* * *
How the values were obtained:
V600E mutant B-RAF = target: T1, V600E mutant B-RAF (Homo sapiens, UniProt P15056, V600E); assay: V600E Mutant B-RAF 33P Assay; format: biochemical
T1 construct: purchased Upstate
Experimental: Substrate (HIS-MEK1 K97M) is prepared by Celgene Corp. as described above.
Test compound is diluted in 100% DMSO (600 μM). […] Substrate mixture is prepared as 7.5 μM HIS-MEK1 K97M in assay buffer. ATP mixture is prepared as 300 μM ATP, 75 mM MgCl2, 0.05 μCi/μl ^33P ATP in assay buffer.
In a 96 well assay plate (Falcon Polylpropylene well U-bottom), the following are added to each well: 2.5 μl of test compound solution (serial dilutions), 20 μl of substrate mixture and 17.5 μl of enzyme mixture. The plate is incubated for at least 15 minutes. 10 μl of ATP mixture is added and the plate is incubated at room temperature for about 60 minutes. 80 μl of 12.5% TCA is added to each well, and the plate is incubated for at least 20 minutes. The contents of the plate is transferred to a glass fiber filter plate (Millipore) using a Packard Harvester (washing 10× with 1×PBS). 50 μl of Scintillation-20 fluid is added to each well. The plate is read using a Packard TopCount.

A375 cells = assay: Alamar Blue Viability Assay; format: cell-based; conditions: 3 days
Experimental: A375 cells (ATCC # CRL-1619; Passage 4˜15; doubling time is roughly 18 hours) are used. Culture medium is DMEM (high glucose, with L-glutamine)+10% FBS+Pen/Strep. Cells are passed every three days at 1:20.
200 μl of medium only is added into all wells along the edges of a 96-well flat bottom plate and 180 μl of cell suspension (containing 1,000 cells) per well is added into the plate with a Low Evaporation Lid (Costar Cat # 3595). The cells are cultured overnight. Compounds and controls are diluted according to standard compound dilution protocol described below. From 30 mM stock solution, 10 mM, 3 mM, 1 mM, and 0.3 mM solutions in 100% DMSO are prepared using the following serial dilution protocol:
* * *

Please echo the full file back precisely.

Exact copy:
How the values were obtained:
V600E mutant B-RAF = target: T1, V600E mutant B-RAF (Homo sapiens, UniProt P15056, V600E); assay: V600E Mutant B-RAF 33P Assay; format: biochemical
T1 construct: purchased Upstate
Experimental: Substrate (HIS-MEK1 K97M) is prepared by Celgene Corp. as described above.
Test compound is diluted in 100% DMSO (600 μM). […] Substrate mixture is prepared as 7.5 μM HIS-MEK1 K97M in assay buffer. ATP mixture is prepared as 300 μM ATP, 75 mM MgCl2, 0.05 μCi/μl ^33P ATP in assay buffer.
In a 96 well assay plate (Falcon Polylpropylene well U-bottom), the following are added to each well: 2.5 μl of test compound solution (serial dilutions), 20 μl of substrate mixture and 17.5 μl of enzyme mixture. The plate is incubated for at least 15 minutes. 10 μl of ATP mixture is added and the plate is incubated at room temperature for about 60 minutes. 80 μl of 12.5% TCA is added to each well, and the plate is incubated for at least 20 minutes. The contents of the plate is transferred to a glass fiber filter plate (Millipore) using a Packard Harvester (washing 10× with 1×PBS). 50 μl of Scintillation-20 fluid is added to each well. The plate is read using a Packard TopCount.

A375 cells = assay: Alamar Blue Viability Assay; format: cell-based; conditions: 3 days
Experimental: A375 cells (ATCC # CRL-1619; Passage 4˜15; doubling time is roughly 18 hours) are used. Culture medium is DMEM (high glucose, with L-glutamine)+10% FBS+Pen/Strep. Cells are passed every three days at 1:20.
200 μl of medium only is added into all wells along the edges of a 96-well flat bottom plate and 180 μl of cell suspension (containing 1,000 cells) per well is added into the plate with a Low Evaporation Lid (Costar Cat # 3595). The cells are cultured overnight. Compounds and controls are diluted according to standard compound dilution protocol described below. From 30 mM stock solution, 10 mM, 3 mM, 1 mM, and 0.3 mM solutions in 100% DMSO are prepared using the following serial dilution protocol: